When Mohammed Khan, a local businessman in the Indian city of Hyderabad, read in his newspaper that there was an entire neighbourhood of professional beggars with no access to school, he resolved to build one. Not only that, he managed to persuade the parents that classes for their children were worth paying for. Charging as little as 100 rupees a month, Khan’s Royal Afhaam Islamic English High School is a recent addition to a burgeoning phenomenon in education that is gradually emerging from under the radar: low-cost private schools for the poor.
For millions of children living in poverty, there still exists a very real gap in access to primary and secondary school. That gap may exist for many reasons – the “local” public school is simply too far away, or uniforms are prohibitively expensive, or overcrowding and lack of accountability for staff means teachers are frequently absent from the classroom.
A new white paper published by Endeva, “Private schools for the Poor:Endeva, “ Educating millions in the developing world” shows how private schools are stepping up to these challenges and thriving in low-income markets. Long thought of exclusively serving the middle and upper classes, low-cost private schools are currently providing an essential bridge to basic education in even the poorest communities. These locally-based schools are spearheaded by “edupreneurs” – or education entrepreneurs – like Mohammed Khan who often come from the community itself, making the founding of these schools a grassroots effort.
“AAA rated schools”: Accessible, Affordable, Accountable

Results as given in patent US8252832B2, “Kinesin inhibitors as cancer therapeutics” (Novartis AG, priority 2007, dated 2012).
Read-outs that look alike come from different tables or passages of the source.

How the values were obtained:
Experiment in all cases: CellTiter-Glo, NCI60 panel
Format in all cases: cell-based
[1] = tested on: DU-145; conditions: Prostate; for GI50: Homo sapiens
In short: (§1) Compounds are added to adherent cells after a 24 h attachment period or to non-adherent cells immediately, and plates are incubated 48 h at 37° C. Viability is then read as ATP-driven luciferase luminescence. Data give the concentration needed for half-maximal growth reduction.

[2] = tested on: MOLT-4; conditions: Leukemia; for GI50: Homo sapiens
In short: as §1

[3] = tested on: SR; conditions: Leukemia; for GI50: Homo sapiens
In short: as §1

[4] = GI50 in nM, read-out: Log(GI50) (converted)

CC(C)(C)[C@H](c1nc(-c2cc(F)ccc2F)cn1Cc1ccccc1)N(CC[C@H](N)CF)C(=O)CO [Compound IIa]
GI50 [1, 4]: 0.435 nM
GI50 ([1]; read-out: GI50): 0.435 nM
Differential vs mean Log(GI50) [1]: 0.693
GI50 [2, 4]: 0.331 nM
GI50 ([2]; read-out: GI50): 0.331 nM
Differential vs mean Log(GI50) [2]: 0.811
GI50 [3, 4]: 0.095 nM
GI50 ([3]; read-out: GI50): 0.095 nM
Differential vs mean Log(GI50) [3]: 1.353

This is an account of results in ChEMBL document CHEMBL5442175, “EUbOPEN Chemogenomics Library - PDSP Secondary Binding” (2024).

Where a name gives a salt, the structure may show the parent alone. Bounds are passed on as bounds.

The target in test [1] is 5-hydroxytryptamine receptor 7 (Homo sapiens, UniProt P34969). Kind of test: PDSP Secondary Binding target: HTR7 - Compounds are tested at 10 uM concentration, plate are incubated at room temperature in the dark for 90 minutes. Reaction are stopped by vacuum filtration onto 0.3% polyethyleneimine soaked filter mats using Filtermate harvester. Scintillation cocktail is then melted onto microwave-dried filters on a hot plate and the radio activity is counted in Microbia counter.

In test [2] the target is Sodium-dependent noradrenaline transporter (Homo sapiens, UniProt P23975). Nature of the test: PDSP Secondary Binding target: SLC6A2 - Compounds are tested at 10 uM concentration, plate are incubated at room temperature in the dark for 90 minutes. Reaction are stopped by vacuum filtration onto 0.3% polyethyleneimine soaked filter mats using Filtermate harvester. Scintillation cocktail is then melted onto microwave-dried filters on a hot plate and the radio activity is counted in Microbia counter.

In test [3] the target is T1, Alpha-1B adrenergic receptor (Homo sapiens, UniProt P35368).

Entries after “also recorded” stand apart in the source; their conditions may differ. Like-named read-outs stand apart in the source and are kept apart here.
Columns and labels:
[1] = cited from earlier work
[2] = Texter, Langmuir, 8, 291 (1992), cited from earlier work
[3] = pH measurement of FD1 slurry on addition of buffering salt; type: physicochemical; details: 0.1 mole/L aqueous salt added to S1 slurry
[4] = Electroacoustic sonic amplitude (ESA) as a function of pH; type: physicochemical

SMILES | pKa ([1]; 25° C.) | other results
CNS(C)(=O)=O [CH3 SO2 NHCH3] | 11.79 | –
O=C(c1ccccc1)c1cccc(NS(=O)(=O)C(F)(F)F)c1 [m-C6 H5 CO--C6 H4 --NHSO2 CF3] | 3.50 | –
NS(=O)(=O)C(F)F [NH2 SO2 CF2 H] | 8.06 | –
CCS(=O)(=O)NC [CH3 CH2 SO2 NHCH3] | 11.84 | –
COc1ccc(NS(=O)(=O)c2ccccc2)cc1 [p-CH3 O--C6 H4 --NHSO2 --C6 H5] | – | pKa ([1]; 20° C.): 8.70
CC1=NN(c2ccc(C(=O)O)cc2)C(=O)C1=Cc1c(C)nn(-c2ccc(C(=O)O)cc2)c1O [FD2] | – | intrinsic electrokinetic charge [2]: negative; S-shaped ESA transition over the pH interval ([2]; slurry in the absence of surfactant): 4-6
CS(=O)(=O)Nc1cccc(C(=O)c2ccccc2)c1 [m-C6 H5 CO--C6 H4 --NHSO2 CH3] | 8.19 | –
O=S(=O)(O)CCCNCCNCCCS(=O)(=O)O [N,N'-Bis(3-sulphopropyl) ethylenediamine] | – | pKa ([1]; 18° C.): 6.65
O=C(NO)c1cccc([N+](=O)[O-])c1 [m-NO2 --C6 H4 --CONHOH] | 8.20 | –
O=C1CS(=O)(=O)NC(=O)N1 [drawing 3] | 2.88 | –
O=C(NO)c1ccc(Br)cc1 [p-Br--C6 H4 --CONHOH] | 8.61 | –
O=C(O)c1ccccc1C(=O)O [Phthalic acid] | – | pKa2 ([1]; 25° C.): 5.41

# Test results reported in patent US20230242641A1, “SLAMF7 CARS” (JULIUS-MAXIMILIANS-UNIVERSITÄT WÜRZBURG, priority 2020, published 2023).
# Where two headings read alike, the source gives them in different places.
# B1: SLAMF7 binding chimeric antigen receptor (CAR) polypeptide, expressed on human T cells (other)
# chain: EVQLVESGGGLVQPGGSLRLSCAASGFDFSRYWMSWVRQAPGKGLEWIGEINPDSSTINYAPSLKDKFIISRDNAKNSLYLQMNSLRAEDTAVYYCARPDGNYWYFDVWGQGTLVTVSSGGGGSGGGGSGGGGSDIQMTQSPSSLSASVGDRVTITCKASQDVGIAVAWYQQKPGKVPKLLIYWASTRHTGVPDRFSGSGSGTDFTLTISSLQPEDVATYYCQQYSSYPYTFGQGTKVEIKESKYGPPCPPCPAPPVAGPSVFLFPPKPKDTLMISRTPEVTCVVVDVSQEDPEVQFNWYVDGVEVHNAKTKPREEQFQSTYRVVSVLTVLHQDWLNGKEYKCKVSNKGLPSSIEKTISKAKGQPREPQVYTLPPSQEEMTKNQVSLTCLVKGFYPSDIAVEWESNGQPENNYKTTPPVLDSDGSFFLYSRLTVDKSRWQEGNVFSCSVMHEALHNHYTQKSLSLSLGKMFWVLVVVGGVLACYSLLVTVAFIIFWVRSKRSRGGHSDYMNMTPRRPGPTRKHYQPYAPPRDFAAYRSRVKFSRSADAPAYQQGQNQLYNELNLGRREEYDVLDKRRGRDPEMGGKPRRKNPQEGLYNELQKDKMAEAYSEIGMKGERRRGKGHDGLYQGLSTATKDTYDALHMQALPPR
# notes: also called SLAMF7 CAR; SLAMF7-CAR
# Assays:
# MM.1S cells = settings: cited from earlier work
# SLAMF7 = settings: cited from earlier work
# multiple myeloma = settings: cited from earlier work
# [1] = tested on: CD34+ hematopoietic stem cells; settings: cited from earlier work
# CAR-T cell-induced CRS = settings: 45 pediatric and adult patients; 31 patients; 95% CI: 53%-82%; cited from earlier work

Low-cost private schools are providing three critical elements that make them favorable alternatives to public school for many parents:
Private schools founded by local edupreneurs – like the one from Mohammed Khan – are often more physically more accessible to children. To get to government schools, in contrast, children often have to travel long distances, making the children’s security a major concern for parents. In Dhaka, the capital of Bangladesh, for example, only one in four slums has a government school.
Furthermore, private schools are affordable. Tuition often costs a few dollars a month or less, which is within reach of what many low-income families are willing and able to pay for education. For example, in Hyderabad, the fees for fourth-grade primary students range between $1.63 and $2.15 per month, equivalent to between 4 and 6% of the monthly minimum wage. In addition, many low-cost private schools offer discounts to parents who struggle to afford school fees.
Lastly, these private schools and their teachers are more accountable to parents than public schools are. This is reflected in studies showing higher levels of teacher attendance and activity in low-cost private schools than their public counterparts – but also in the results children achieve. For example, a study by the pioneering education researchers James Tooley and Pauline Dixon found 75% of government teachers were teaching when visiting schools compared to about 94% of teachers in low-cost private schools.
Education as a community effort: A call for action